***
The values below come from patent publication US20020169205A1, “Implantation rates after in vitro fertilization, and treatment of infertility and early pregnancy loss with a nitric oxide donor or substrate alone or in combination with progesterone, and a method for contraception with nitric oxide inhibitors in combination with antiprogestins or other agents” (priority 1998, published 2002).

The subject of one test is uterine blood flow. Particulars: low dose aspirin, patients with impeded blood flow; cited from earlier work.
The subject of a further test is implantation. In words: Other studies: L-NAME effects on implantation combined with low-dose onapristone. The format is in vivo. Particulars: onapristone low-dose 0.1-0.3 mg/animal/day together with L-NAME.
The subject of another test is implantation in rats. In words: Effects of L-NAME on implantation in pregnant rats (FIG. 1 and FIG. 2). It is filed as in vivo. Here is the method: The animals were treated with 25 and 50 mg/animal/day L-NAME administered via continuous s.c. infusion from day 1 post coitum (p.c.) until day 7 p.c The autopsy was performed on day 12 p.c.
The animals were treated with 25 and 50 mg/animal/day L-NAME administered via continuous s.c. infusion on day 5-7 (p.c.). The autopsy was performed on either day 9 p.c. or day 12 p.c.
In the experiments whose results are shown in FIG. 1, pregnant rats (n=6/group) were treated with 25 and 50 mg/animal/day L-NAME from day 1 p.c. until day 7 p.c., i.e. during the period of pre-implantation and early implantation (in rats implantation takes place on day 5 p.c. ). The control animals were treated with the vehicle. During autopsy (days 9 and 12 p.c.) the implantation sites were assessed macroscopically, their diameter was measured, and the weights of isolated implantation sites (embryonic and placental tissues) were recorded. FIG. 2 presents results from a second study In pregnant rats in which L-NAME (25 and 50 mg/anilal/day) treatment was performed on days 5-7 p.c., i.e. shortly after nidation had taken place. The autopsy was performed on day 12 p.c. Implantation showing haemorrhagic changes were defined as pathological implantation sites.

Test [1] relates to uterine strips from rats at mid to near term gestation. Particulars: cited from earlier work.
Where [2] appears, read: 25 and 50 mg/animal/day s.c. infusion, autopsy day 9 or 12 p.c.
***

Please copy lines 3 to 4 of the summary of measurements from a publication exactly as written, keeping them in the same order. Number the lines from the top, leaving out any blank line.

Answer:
The subject of a further test is implantation. In words: Other studies: L-NAME effects on implantation combined with low-dose onapristone. The format is in vivo. Particulars: onapristone low-dose 0.1-0.3 mg/animal/day together with L-NAME.
The subject of another test is implantation in rats. In words: Effects of L-NAME on implantation in pregnant rats (FIG. 1 and FIG. 2). It is filed as in vivo. Here is the method: The animals were treated with 25 and 50 mg/animal/day L-NAME administered via continuous s.c. infusion from day 1 post coitum (p.c.) until day 7 p.c The autopsy was performed on day 12 p.c.